“I think the whole subprime issue has yet to be fully addressed in terms of malfeasance,” Coppotelli said.
He said that years from now, as the market stabilizes, “I think you’ll see the federal government taking a more active and forceful role because of the subprime issues.”
Val Hill said that “employees and the general public are being held to a higher standard of accountability than some large lenders. Most individuals are held accountable for violations that are detected or made public in the press. The more important question is whether your own organization rewards noncompliance when it is unseen and profitable.”
For some, economic issues aren’t the cause of the increase in corporate fraud. It is strictly a matter of the lack of accountability.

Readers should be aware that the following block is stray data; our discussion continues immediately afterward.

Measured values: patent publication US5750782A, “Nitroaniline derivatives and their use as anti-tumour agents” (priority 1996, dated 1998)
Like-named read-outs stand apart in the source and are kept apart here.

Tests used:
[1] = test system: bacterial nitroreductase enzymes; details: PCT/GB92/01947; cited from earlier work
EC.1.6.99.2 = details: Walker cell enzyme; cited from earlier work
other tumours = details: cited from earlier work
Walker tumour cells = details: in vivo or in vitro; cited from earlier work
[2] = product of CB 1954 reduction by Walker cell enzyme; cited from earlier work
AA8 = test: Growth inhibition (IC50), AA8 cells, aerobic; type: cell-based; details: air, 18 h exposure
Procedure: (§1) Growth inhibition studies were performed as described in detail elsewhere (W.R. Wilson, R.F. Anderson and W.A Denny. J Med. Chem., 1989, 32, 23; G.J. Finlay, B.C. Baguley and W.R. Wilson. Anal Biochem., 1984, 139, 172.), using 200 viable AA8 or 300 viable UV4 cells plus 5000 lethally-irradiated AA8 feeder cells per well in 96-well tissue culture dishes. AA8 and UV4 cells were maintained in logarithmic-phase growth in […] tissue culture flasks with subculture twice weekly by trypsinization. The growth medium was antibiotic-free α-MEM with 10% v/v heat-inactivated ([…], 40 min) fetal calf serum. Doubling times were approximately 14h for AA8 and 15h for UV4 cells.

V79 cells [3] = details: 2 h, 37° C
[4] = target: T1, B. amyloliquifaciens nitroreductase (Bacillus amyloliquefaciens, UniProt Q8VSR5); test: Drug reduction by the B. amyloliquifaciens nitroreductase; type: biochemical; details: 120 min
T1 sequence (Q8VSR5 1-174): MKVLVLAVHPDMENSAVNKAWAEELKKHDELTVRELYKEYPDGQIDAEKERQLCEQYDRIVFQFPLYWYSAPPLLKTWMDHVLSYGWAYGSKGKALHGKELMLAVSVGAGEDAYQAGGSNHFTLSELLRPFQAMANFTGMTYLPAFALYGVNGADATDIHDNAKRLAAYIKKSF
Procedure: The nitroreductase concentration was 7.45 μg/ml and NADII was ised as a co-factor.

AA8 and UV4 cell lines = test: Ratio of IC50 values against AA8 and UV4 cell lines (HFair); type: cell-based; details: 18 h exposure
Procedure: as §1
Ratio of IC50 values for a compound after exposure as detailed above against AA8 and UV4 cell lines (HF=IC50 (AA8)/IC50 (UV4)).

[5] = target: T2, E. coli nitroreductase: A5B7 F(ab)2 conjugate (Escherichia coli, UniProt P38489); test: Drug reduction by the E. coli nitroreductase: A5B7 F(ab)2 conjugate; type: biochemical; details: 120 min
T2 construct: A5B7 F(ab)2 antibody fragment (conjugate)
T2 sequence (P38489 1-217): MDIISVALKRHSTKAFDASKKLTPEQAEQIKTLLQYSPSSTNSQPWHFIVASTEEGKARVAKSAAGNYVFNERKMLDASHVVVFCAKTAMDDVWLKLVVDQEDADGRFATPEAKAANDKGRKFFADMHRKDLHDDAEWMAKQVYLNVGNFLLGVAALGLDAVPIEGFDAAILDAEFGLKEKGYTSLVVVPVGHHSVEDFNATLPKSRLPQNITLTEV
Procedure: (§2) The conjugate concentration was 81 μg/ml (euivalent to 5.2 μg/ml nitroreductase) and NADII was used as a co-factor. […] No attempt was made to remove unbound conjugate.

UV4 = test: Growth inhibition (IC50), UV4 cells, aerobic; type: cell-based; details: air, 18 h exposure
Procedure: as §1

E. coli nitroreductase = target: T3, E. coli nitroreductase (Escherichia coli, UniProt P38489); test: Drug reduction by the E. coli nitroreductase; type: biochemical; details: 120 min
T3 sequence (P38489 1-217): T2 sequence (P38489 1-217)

“I don’t really believe it is the economy that is causing the increase in fraud and ethics violations,” said Brenda Cossette, SPHR, HR director for the City of Fergus Falls, Minn. “If you simply scan the news media in recent years, starting with President Clinton’s ethics issues, you will see that the public in general [our society] doesn’t condemn someone for fraud or lying.
“Now you add the WorldCom and Enron collapses, and you see that the outrage isn’t great enough in our society to really punish these folks. Many of these offenders have walked away with fortunes in spite of their fraudulent deeds.”
Aliah D. Wright is an online editor/manager for SHRM.